This is a conglomeration of thoughts on dining out vs. eating in and fleshy temptations. Bear with me.
First, the Dining Out Dilemma.
I want to respond to comments by Ava and Brion a while ago. Ava made a good point about how dining out is not only easier than cooking for yourself, but can even be cheaper. Brion mentioned a few perks to cooking for yourself, including the fact that you can fit the flavors and portions exactly to your taste. He pointed out that cooking can be quick and easy, even for a group, especially after a little practice. Thanks for bringing this up!
Treating yourself to a meal at a restaurant or take-out place is A-OK, but I think cooking at home has many advantages. The key to making it cost effective is having staples on hand and being flexible. If you buy a new spice jar and a specialty oil for a new recipe, you have probably already hit the cost of the entire meal at a restaurant. But then youâ€™ll have those ingredients on hand for many more meals to come. If the price of that spice or oil is prohibitive, you can probably substitute something else, or you can just leave one of those out.
I also think itâ€™s more convenient and cost-effective to cook at home because you can make a lot of food and have leftovers! I end up spending 7 bucks on lunch sometimes, then kicking myself because I could have put something together for much cheaper at home if I was willing to take a little time.
And finally, most meals out donâ€™t offer as many fresh fruits or vegetables or whole foods as ones you can make at home. White rice is far more common than wholesome brown rice and vegetable pad thai is mostly noodles. Salads may be an exception to this when theyâ€™re made with the increasingly popular baby greens instead of iceberg lettuce. But in general, when it seems like Iâ€™m getting a lot of food for not much money, I stop and think: whatâ€™s really in it?
I want to address spending a tad more on homemade and healthy/sustainably-grown food, but I think that will require its own post! Stay tuned.
Now, since Iâ€™m already on my (animal product-free) soap box, letâ€™s talk about veering away from the temptations of the flesh!
As one reader pointed out in a comment, the meat-eating world has a lot of good tastes. If youâ€™re a meat eater, you probably agree. And if youâ€™ve read the book or seen the movie version of Fast Food Nation, you probably know thereâ€™s a lot of R&D put into making your taste buds swoon over those grill-marked burgers and marinated chicken breasts. Most of it, however, is made to taste good because, if your own instincts were doing the judging, the food wouldnâ€™t make it down your gullet. Or you may really like the seasonings that you associate with your favorite fleshy foods. But lemme tell youâ€”a garlic butter with white wine tastes good on anything, anywhere. Itâ€™s not the shrimp thatâ€™s making the scampi so scrumptious.
I argue that the vegetarian world has a lot to offer, and you can indulge without worry of growth hormones, mega doses of cholesterol, chemical additives, or other questionable stuff. Many people are realizing that, but there are still challenges to making the switch.
I applaud the reader who wanted to eat veg, because the determination is half the battle. Many omnivores tell me that cerebrally, they are convinced that a more herbivorous diet would be better for them and the planet. Then comes the actual weaning from what youâ€™ve been eating your entire life. To help address this potential brick wall, hereâ€™s an inspirational tale. Laurie Colwin, in her book Home Cooking, describes an enlightening experience with reducing her sodium intake. For a food enthusiast and lover of all things salty, those doctorâ€™s orders signaled the end of the world. However, Colwin committed herself to trying it. She bought good quality low-sodium foods so that the other aspects of the food (like the flavor of smoked mozzarella) would appeal in other ways. She found that after adhering to the low-sodium way for a while, her palate adjusted. She learned to notice and appreciate other foods, enjoying the nuances of a fresh Kirby cucumber perhaps as much as she used to enjoy a pickle. Meals out in restaurants, prepared the â€œnormalâ€ way, tasted unbearably salty.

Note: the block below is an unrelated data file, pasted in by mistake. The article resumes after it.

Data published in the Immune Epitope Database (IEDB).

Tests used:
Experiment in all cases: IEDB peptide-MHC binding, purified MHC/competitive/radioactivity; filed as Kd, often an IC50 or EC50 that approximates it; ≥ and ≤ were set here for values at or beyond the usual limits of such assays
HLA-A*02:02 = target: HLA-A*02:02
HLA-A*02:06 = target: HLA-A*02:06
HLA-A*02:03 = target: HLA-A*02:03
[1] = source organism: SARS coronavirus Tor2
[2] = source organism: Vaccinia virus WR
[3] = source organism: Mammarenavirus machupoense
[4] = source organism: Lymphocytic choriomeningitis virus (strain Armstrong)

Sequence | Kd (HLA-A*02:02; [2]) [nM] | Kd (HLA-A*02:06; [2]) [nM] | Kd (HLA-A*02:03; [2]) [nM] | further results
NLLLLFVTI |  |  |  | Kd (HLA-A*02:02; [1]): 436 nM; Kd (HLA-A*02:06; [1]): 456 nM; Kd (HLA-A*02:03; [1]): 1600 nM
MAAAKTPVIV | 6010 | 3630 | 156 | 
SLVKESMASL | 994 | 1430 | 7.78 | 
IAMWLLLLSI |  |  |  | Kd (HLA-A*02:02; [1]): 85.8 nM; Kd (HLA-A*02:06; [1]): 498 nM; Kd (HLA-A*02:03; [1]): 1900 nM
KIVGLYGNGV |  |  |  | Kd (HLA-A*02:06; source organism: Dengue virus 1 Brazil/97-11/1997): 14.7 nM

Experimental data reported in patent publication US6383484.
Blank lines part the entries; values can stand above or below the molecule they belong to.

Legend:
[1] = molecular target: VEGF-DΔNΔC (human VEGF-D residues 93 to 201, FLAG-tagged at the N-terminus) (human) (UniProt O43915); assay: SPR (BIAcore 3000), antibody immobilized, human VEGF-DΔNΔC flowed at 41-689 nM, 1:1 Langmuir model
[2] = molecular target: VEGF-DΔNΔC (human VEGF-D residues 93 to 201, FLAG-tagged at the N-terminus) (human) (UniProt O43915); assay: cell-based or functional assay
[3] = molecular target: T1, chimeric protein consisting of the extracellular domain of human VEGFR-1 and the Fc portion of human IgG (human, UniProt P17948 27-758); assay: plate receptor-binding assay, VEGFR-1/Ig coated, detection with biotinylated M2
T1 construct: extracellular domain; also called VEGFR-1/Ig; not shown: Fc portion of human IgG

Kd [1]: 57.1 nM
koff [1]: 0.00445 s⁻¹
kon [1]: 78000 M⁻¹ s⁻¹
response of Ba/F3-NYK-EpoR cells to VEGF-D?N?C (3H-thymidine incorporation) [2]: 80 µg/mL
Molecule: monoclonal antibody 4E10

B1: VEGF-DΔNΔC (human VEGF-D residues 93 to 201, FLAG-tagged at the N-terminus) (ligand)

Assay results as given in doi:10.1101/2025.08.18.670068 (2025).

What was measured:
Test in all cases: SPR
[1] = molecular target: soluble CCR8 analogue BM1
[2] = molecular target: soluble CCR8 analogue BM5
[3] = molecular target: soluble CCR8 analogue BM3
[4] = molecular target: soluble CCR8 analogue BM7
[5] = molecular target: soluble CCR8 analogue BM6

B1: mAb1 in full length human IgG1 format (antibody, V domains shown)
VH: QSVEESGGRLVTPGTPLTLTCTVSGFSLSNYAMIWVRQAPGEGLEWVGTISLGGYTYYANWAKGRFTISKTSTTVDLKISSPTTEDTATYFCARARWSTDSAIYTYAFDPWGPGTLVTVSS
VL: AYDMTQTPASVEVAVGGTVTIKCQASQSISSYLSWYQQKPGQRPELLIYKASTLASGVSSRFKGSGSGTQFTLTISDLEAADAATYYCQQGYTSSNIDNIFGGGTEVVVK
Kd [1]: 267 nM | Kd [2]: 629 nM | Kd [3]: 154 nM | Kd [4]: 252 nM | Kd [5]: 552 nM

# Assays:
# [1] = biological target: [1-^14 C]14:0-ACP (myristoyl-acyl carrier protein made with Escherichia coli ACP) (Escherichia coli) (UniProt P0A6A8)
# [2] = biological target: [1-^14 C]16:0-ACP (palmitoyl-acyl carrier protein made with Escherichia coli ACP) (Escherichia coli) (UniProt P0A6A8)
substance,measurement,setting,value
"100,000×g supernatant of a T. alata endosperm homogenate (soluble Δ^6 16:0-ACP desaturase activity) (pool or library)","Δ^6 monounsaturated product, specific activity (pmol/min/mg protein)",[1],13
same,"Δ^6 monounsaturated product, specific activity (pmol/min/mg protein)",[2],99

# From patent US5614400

I think the same phenomenon happens when trying a lacto-ovo vegetarian or vegan diet. There are many new tastes you may have missed out on as part of a meat-centered world, and theyâ€™re all waiting to divert you. For example, did you know there are dozens of different kinds of sea vegetables, each with a different texture and flavor, some even meaty? And speaking of meaty, how about mushrooms (shiitakes and portabellas are two great ones for texture, not to mention dried porcinis and morels for fabulous flavor). There are lots of international foods that are tasty and vegetarian. My favorite veggie foods are Indian and Ethiopian. Check out the vegetarian section of your favorite restaurantsâ€™ menus and see what you discover there. Then Google the dish or check it out in a cookbook and develop your own version at home.
The majority of clients Iâ€™ve served through my personal chef service were not vegetarian, but they gave rave reviews to the all-veggie (and often vegan) food. So I think itâ€™s a matter of exploring new foods and styles. Who knows–one day you may look up and realize youâ€™ve been enjoying yourself so much you forgot to worry that thereâ€™s no meat in sight.
Wowâ€”I really am high up here on my soap box. Iâ€™ll hand you over now to some web resources. Order a free vegetarian starter kit here and see a quick online guide to cooking vegan here. Plus thereâ€™s the Vegetarian Resource Group, offering lots of info and the very helpful book Simply Vegan.
Let me know how it goes!